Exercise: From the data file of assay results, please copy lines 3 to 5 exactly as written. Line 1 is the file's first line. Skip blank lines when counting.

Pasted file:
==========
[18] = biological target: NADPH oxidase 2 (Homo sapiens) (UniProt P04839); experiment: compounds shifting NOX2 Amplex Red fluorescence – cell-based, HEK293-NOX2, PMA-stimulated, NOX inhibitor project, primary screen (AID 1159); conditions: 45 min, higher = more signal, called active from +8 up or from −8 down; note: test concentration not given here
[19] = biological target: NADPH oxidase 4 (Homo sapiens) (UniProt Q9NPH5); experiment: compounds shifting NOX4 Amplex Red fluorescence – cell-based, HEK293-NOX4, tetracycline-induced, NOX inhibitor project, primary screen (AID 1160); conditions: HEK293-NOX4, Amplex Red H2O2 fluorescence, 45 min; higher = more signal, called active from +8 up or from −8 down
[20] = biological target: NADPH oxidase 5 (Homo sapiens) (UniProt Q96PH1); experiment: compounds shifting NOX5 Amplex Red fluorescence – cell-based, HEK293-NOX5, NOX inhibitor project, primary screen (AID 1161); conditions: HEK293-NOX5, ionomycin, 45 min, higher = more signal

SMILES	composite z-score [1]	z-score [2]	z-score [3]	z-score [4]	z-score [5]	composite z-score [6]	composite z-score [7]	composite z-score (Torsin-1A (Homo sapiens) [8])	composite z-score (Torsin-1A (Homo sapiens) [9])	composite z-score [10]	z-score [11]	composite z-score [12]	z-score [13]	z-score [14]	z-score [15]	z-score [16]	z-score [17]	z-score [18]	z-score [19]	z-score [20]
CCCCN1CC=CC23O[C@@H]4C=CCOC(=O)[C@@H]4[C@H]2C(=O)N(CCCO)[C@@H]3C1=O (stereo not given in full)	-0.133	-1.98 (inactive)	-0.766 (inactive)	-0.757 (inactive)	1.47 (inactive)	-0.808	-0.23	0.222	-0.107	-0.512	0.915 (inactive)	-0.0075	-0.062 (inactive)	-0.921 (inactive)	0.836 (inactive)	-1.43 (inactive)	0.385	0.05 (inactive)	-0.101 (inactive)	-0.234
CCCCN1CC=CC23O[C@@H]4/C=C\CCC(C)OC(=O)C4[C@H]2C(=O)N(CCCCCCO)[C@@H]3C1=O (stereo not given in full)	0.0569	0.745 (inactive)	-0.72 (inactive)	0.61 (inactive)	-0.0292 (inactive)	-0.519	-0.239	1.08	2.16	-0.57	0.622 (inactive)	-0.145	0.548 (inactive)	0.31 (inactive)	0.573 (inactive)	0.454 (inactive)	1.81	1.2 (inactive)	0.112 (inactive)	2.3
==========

[20] = biological target: NADPH oxidase 5 (Homo sapiens) (UniProt Q96PH1); experiment: compounds shifting NOX5 Amplex Red fluorescence – cell-based, HEK293-NOX5, NOX inhibitor project, primary screen (AID 1161); conditions: HEK293-NOX5, ionomycin, 45 min, higher = more signal

SMILES	composite z-score [1]	z-score [2]	z-score [3]	z-score [4]	z-score [5]	composite z-score [6]	composite z-score [7]	composite z-score (Torsin-1A (Homo sapiens) [8])	composite z-score (Torsin-1A (Homo sapiens) [9])	composite z-score [10]	z-score [11]	composite z-score [12]	z-score [13]	z-score [14]	z-score [15]	z-score [16]	z-score [17]	z-score [18]	z-score [19]	z-score [20]
CCCCN1CC=CC23O[C@@H]4C=CCOC(=O)[C@@H]4[C@H]2C(=O)N(CCCO)[C@@H]3C1=O (stereo not given in full)	-0.133	-1.98 (inactive)	-0.766 (inactive)	-0.757 (inactive)	1.47 (inactive)	-0.808	-0.23	0.222	-0.107	-0.512	0.915 (inactive)	-0.0075	-0.062 (inactive)	-0.921 (inactive)	0.836 (inactive)	-1.43 (inactive)	0.385	0.05 (inactive)	-0.101 (inactive)	-0.234